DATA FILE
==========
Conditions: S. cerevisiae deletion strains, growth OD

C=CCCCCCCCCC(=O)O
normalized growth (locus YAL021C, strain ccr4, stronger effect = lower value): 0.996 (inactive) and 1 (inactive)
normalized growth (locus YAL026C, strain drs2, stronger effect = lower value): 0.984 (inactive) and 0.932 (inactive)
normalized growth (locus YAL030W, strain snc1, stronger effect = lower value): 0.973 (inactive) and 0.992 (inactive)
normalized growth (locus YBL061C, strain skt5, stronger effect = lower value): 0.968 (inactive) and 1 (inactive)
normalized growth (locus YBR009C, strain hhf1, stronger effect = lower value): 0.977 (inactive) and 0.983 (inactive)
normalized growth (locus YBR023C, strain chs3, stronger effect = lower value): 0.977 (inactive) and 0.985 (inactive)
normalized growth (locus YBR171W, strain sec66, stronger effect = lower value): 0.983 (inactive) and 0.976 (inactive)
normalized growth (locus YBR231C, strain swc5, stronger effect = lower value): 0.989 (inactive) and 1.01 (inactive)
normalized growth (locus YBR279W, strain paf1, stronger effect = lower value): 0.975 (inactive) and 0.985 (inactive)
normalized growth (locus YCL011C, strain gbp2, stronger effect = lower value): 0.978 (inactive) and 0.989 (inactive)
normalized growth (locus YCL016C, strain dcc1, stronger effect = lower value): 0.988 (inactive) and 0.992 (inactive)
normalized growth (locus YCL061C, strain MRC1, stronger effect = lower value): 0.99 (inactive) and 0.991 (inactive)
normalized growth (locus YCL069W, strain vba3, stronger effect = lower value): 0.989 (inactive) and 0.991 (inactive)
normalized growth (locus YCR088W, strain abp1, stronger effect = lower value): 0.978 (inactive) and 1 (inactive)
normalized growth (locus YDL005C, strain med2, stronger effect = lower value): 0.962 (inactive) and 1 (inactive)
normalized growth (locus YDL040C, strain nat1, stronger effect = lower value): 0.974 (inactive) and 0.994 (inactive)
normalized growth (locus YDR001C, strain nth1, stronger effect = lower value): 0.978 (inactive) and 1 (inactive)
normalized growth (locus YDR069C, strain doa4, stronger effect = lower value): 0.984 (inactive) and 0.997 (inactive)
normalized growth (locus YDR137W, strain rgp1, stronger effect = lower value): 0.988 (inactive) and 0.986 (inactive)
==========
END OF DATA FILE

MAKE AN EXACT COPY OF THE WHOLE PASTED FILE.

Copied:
Conditions: S. cerevisiae deletion strains, growth OD

C=CCCCCCCCCC(=O)O
normalized growth (locus YAL021C, strain ccr4, stronger effect = lower value): 0.996 (inactive) and 1 (inactive)
normalized growth (locus YAL026C, strain drs2, stronger effect = lower value): 0.984 (inactive) and 0.932 (inactive)
normalized growth (locus YAL030W, strain snc1, stronger effect = lower value): 0.973 (inactive) and 0.992 (inactive)
normalized growth (locus YBL061C, strain skt5, stronger effect = lower value): 0.968 (inactive) and 1 (inactive)
normalized growth (locus YBR009C, strain hhf1, stronger effect = lower value): 0.977 (inactive) and 0.983 (inactive)
normalized growth (locus YBR023C, strain chs3, stronger effect = lower value): 0.977 (inactive) and 0.985 (inactive)
normalized growth (locus YBR171W, strain sec66, stronger effect = lower value): 0.983 (inactive) and 0.976 (inactive)
normalized growth (locus YBR231C, strain swc5, stronger effect = lower value): 0.989 (inactive) and 1.01 (inactive)
normalized growth (locus YBR279W, strain paf1, stronger effect = lower value): 0.975 (inactive) and 0.985 (inactive)
normalized growth (locus YCL011C, strain gbp2, stronger effect = lower value): 0.978 (inactive) and 0.989 (inactive)
normalized growth (locus YCL016C, strain dcc1, stronger effect = lower value): 0.988 (inactive) and 0.992 (inactive)
normalized growth (locus YCL061C, strain MRC1, stronger effect = lower value): 0.99 (inactive) and 0.991 (inactive)
normalized growth (locus YCL069W, strain vba3, stronger effect = lower value): 0.989 (inactive) and 0.991 (inactive)
normalized growth (locus YCR088W, strain abp1, stronger effect = lower value): 0.978 (inactive) and 1 (inactive)
normalized growth (locus YDL005C, strain med2, stronger effect = lower value): 0.962 (inactive) and 1 (inactive)
normalized growth (locus YDL040C, strain nat1, stronger effect = lower value): 0.974 (inactive) and 0.994 (inactive)
normalized growth (locus YDR001C, strain nth1, stronger effect = lower value): 0.978 (inactive) and 1 (inactive)
normalized growth (locus YDR069C, strain doa4, stronger effect = lower value): 0.984 (inactive) and 0.997 (inactive)
normalized growth (locus YDR137W, strain rgp1, stronger effect = lower value): 0.988 (inactive) and 0.986 (inactive)